Koalas have their eyes on Brussels

This is an opinion article by an external contributor. The views belong to the writer.
Koalas have their eyes on Brussels

As COP27 draws to a close and governments prepare to meet over biodiversity in Montreal, one thing is clear: international cooperation is key to facing unprecedented climate and environmental catastrophes.

This is true for climate, but also nature: we can’t safeguard the richness of life on Earth without protecting its globally significant places and ecosystem functions.

A number of the Earth’s special places are found in Australia. Home to up to 10% of the Earth’s biodiversity—with many plants and animals found nowhere else on Earth—Australia is a megadiverse continent. First Nations people have looked after these unique landscapes for at least 75,000 years.

Australia’s nature is infinitely precious - unfortunately, it’s also a global deforestation and extinction hotspot. In 234 years of colonisation, 50% of Australia’s forests and bushlands have been destroyed. The country has the worst rate of mammal extinctions in the world, far ahead of Brazil.

Large-scale deforestation continues at rapid rates in Australia, ripping apart precious carbon sinks, destroying the habitat of animals and plants, clogging waterways, smothering the wondrous Great Barrier Reef (again at risk of being listed as World Heritage in danger) and causing more frequent and severe wildfires. These cumulative threats are endangering thousands of animals and plants - even the koala is on track to go extinct by 2050. The absence of national public data on deforestation allows this destruction to remain largely unnoticed—domestically and internationally.

European policy has the potential to help globally important nature

Australia’s extinction crisis has two key drivers. On the one hand, decades of government inaction have amounted to a failure to limit climate change and prevent nature destruction. While the new Australian Government has vowed to reform the country’s broken nature laws and promised no new extinctions, it has yet to deliver on these promises. On the other hand, corporates don’t have strong enough standards to minimise deforestation.

While this crisis has been enabled by domestic governments and corporates, it is also driven by foreign markets, through companies importing from Australia and financial institutions investing in deforestation risk sectors. Beef production, paper, timber and packaging manufacturing are behind the lion’s share of deforestation in the country. As the largest source of investment into Australia, Europe has a responsibility to act, and has the capacity to meaningfully impact Australia’s deforestation crisis. The fact is, European market actors are likely to be involved in forest destruction overseas, including in Australia.

Thankfully, the EU’s Deforestation Free Regulation aims to reduce Europe’s impacts on the Earth’s forests. For the first time, companies importing products like beef, paper and timber into the EU may have to prove that their production was deforestation-free. This is a vital step towards the protection of forests across the globe. For Australia, Europe’s new rules would be a strong market signal, especially in the context of the EU-Australia trade negotiations. Under the trade deal, much bigger volumes of Australian products could be imported and consumed in Europe in the next few years. The Deforestation Regulation can ensure that these products meet the sustainability expectations of Europeans, by opening the EU market only to sustainable producers who are able to prove they are deforestation-free.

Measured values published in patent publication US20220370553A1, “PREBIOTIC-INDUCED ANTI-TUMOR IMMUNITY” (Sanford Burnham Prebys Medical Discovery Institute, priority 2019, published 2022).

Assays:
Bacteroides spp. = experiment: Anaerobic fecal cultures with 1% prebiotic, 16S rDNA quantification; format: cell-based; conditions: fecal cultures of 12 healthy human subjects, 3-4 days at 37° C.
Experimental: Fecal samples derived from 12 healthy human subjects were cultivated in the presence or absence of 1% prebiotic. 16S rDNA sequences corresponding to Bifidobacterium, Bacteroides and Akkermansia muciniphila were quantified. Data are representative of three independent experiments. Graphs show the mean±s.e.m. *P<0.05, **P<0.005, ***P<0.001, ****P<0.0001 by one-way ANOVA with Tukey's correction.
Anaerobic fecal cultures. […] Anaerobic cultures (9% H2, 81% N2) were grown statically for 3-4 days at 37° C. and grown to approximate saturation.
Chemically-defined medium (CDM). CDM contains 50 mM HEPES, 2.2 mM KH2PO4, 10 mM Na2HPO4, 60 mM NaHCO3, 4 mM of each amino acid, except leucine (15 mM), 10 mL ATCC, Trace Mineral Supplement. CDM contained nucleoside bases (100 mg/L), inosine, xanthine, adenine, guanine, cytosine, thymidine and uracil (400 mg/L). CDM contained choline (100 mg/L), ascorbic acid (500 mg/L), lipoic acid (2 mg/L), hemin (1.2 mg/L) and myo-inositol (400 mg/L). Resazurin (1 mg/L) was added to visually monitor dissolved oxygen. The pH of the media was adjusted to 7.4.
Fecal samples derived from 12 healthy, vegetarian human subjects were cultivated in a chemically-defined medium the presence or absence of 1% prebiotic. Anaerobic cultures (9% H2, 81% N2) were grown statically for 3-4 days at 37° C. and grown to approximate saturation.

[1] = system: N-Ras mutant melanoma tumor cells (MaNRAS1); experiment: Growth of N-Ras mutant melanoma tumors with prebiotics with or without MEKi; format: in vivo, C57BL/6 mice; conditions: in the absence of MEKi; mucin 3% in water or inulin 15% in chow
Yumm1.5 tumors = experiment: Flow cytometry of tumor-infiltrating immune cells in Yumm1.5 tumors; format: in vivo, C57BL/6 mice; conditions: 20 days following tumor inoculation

EU politicians can make it count for Australia

However, the devil is in the details: the EU’s new deforestation law isn’t yet final, and choices that will be made next week by negotiators will make the real difference for places like Australia. EU lawmakers will choose: they can either create a strong and inclusive Regulation that will make a real difference for nature, or they can choose to keep loopholes in the law, allow greenwashing and turn a blind eye to the rapid decline of iconic animals like the koala. At home and overseas, extinction is a choice.

Both commodity and financial flows between Europe and Australia must be effectively regulated so that they help protect nature rather than destroy it. This means adopting broad, accurate definitions to account for diverse ecosystems, and making sure the large-scale deforestation that happens on agricultural land is covered by the rules.

Too often, communities don’t get a fair say in the decisions that affect nature: this Regulation must uphold community rights and enshrine free, prior and informed consent for indigenous peoples.

Finally, the EU must follow an independent process when determining country risk levels: just because Australia is a developed economy doesn’t mean it has a low risk for deforestation, or that nature laws are adequate or enforced, or that companies have sufficient policies in place. Enforcement will be the true test of this Regulation.

As Australia’s species extinction crisis worsens, there is no time to lose - the EU must turn its green ambitions into action for forests everywhere.

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